Afghanistan, India, Nigeria, Pakistan... The ECLJ's Oral Statements at the UN

Afghanistan, Nigeria, Pakistan...

By ECLJ1648809647331

During the 49th session of the Human Rights Council, the ECLJ advocated for the situation of Christians in Afghanistan, India, Myanmar, Nigeria, and Pakistan, which has continued to worsen. Indeed, these five countries are supposed to respect fundamental rights and yet Christian persecutions are increasing. The ECLJ insisted that this UN body will take effective measures in response to the alarming situation.

In Nigeria, the genocidal situation is very concerning. Over the last twelve years, Islamist groups have perpetrated attacks on 17,500 churches and killed 43,000 Christians. The ECLJ also recalled that the famous young Christian girl Leah Sharibu was kidnapped by Boko Haram. She was tortured after refusing to perjure her faith and is currently their slave.

We invited the UN Council to take effective measures to stop the massacre of Christians and called for the release of Leah Sharibu. Christians in Nigeria should be able to live their faith without putting their lives at risk.

In Afghanistan, Christians, religious minorities, and women are strongly threatened by the Taliban. Indeed, Afghanistan is now classified as the worst country for Christians. The majority of Christians fear being tortured, abused, or killed because of their faith.

Therefore, we called on the council to consider the urgent need for the safeguarding of human rights and especially for Christians to be able to live out their faith to avoid bloodshed.

In India, 2021 was the worst year for Christians since 2014. There can be counted as 486 cases of violence which means an increase of 75% since 2020. Atrocities included death threats, false arrests, and arson.

Most of the violence was carried out in states where there are anti-conversion; laws that make it almost impossible for a Hindu to convert to Christianity. In fact, these laws legitimize persecution against Christians. Attacks on Christians can be carried out with judicial impunity, often with the help of local authorities.

The ECLJ emphasized the need to repeal the anti-conversion laws. Every Indian citizen should be able to choose his or her religion without being threatened with violence.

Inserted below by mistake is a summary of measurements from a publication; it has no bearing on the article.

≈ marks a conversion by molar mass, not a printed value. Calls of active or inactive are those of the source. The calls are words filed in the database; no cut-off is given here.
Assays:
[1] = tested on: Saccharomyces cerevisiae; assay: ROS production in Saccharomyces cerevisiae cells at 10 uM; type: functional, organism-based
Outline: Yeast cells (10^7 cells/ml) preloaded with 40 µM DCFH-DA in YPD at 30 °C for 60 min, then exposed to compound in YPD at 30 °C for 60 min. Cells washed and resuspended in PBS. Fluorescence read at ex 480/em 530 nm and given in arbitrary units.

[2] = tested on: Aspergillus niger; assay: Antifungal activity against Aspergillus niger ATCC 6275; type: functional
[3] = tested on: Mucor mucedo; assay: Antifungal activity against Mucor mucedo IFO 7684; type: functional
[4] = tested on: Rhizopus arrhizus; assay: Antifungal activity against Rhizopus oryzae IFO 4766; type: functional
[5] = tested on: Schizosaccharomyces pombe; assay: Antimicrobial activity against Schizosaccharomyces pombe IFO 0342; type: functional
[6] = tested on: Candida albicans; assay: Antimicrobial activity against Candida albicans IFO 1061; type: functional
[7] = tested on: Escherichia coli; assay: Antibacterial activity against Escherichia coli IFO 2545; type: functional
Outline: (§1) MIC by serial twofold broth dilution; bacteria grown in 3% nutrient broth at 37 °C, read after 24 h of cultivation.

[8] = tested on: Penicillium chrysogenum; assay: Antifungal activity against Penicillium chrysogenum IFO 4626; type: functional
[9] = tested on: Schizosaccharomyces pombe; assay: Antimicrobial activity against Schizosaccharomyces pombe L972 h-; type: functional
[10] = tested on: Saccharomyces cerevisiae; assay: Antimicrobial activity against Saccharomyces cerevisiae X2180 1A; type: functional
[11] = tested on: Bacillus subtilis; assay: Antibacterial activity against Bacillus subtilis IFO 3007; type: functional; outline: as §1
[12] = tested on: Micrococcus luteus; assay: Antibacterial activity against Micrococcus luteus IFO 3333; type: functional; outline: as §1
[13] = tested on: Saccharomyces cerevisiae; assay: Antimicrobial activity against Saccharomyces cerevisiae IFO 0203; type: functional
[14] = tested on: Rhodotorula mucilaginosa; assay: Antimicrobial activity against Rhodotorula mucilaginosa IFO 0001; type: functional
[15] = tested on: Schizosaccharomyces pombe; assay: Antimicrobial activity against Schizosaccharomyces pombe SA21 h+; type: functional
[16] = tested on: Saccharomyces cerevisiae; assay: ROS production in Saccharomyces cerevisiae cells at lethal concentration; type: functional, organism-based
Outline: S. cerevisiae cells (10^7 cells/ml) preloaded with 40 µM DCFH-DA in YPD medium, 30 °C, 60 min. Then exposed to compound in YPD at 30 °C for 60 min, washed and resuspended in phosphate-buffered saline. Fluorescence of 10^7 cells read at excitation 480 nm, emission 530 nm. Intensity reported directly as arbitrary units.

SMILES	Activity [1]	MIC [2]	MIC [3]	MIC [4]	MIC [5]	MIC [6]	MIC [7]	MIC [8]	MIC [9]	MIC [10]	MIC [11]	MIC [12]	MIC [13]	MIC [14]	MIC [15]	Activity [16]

In Pakistan, it is very difficult for Christians to live their faith (it is the 8th worst country for a Christian). The ECLJ pointed two specific cases in which it is involved:

First, is the case of a false accusation of blasphemy we told you about here. Shahzad Masih was arrested when he was 16 years old and has been in prison for 5 years, even though the Superintendent of the police admitted that he was not guilty.

A couple was also deprived of their right to justice because they were Christians. Indeed, their 14-year-old daughter disappeared. Since then, the police did not try to look for her and no alert was launched. Even worse, the Supreme Court recently declined to order the police to find her, unless the parents tell it her location.

The ECLJ, therefore, asked the Council to remind Pakistan of the importance of justice for everyone, all citizens have the right to be protected, especially young people.

Since the coup by the army in Myanmar, fundamental rights have been dramatically endangered there. At least 1,600 people have been killed, and 12,600 arrested. Among the people arrested, 45 have been sentenced to death, including 2 children.

Because of the attacks, civilians were greatly affected: homes, monasteries, churches, and schools were destroyed. The aim was to terrorize the local population.

We reminded this situation and asked the OHCHR to act against this ongoing violence.

Your support to the ECLJ makes these interventions at the international level possible: thank you!


Cookies & Privacy

There is no advertising for any third party on our website. We merely use cookies to improve your navigation experience (technical cookies) and to allow us to analyze the way you consult our websites in order to improve it (analytics cookies). The personal information that may be requested on some pages of our website (subscribing to our Newsletter, signing a petition,  making a donation...) is optional. We do not share any of this information we may collect with third parties. You can check here for our privacy & security policy for more information.

I refuse analytics cookies